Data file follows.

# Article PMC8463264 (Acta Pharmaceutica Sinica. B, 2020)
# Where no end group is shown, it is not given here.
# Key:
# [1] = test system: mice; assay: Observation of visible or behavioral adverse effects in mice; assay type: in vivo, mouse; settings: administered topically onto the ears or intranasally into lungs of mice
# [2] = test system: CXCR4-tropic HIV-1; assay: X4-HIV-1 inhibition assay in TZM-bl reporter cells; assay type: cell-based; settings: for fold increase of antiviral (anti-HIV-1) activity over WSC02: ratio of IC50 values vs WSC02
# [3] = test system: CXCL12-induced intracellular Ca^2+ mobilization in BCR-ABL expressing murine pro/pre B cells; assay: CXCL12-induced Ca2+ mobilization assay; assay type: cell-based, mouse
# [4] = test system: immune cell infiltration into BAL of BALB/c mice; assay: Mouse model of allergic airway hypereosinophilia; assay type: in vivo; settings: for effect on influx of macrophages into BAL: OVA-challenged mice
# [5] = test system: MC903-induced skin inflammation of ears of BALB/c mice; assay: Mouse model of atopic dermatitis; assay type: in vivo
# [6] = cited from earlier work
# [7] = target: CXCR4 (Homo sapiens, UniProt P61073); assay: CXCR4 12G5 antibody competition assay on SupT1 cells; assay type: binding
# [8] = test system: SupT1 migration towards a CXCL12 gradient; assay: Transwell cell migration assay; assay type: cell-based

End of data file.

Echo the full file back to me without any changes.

# Article PMC8463264 (Acta Pharmaceutica Sinica. B, 2020)
# Where no end group is shown, it is not given here.
# Key:
# [1] = test system: mice; assay: Observation of visible or behavioral adverse effects in mice; assay type: in vivo, mouse; settings: administered topically onto the ears or intranasally into lungs of mice
# [2] = test system: CXCR4-tropic HIV-1; assay: X4-HIV-1 inhibition assay in TZM-bl reporter cells; assay type: cell-based; settings: for fold increase of antiviral (anti-HIV-1) activity over WSC02: ratio of IC50 values vs WSC02
# [3] = test system: CXCL12-induced intracellular Ca^2+ mobilization in BCR-ABL expressing murine pro/pre B cells; assay: CXCL12-induced Ca2+ mobilization assay; assay type: cell-based, mouse
# [4] = test system: immune cell infiltration into BAL of BALB/c mice; assay: Mouse model of allergic airway hypereosinophilia; assay type: in vivo; settings: for effect on influx of macrophages into BAL: OVA-challenged mice
# [5] = test system: MC903-induced skin inflammation of ears of BALB/c mice; assay: Mouse model of atopic dermatitis; assay type: in vivo
# [6] = cited from earlier work
# [7] = target: CXCR4 (Homo sapiens, UniProt P61073); assay: CXCR4 12G5 antibody competition assay on SupT1 cells; assay type: binding
# [8] = test system: SupT1 migration towards a CXCL12 gradient; assay: Transwell cell migration assay; assay type: cell-based